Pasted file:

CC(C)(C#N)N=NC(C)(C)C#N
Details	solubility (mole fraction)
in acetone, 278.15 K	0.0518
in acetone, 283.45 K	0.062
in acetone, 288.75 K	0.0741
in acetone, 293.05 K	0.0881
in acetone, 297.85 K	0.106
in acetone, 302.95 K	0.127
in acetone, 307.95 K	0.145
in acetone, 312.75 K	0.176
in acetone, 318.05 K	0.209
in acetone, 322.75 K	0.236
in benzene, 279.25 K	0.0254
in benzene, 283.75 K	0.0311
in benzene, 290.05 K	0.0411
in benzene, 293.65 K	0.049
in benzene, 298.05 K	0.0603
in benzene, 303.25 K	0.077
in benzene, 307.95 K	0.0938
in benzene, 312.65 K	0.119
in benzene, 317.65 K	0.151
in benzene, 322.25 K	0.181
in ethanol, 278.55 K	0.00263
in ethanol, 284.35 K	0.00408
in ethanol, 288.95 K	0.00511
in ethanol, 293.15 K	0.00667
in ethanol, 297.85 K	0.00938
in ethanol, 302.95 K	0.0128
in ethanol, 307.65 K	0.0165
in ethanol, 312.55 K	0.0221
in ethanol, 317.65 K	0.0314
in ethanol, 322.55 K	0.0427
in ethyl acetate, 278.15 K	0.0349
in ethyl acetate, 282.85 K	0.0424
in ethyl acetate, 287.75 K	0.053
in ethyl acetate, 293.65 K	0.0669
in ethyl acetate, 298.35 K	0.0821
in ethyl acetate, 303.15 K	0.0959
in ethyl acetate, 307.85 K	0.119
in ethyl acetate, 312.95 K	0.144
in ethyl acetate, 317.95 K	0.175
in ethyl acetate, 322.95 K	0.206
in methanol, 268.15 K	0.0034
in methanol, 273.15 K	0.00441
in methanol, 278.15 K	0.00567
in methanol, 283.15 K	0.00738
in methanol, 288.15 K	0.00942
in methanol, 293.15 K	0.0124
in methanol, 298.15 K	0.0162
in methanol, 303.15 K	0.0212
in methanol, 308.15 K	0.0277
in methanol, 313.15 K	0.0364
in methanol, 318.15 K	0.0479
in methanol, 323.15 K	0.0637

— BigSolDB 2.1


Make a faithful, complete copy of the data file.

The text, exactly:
CC(C)(C#N)N=NC(C)(C)C#N
Details	solubility (mole fraction)
in acetone, 278.15 K	0.0518
in acetone, 283.45 K	0.062
in acetone, 288.75 K	0.0741
in acetone, 293.05 K	0.0881
in acetone, 297.85 K	0.106
in acetone, 302.95 K	0.127
in acetone, 307.95 K	0.145
in acetone, 312.75 K	0.176
in acetone, 318.05 K	0.209
in acetone, 322.75 K	0.236
in benzene, 279.25 K	0.0254
in benzene, 283.75 K	0.0311
in benzene, 290.05 K	0.0411
in benzene, 293.65 K	0.049
in benzene, 298.05 K	0.0603
in benzene, 303.25 K	0.077
in benzene, 307.95 K	0.0938
in benzene, 312.65 K	0.119
in benzene, 317.65 K	0.151
in benzene, 322.25 K	0.181
in ethanol, 278.55 K	0.00263
in ethanol, 284.35 K	0.00408
in ethanol, 288.95 K	0.00511
in ethanol, 293.15 K	0.00667
in ethanol, 297.85 K	0.00938
in ethanol, 302.95 K	0.0128
in ethanol, 307.65 K	0.0165
in ethanol, 312.55 K	0.0221
in ethanol, 317.65 K	0.0314
in ethanol, 322.55 K	0.0427
in ethyl acetate, 278.15 K	0.0349
in ethyl acetate, 282.85 K	0.0424
in ethyl acetate, 287.75 K	0.053
in ethyl acetate, 293.65 K	0.0669
in ethyl acetate, 298.35 K	0.0821
in ethyl acetate, 303.15 K	0.0959
in ethyl acetate, 307.85 K	0.119
in ethyl acetate, 312.95 K	0.144
in ethyl acetate, 317.95 K	0.175
in ethyl acetate, 322.95 K	0.206
in methanol, 268.15 K	0.0034
in methanol, 273.15 K	0.00441
in methanol, 278.15 K	0.00567
in methanol, 283.15 K	0.00738
in methanol, 288.15 K	0.00942
in methanol, 293.15 K	0.0124
in methanol, 298.15 K	0.0162
in methanol, 303.15 K	0.0212
in methanol, 308.15 K	0.0277
in methanol, 313.15 K	0.0364
in methanol, 318.15 K	0.0479
in methanol, 323.15 K	0.0637

— BigSolDB 2.1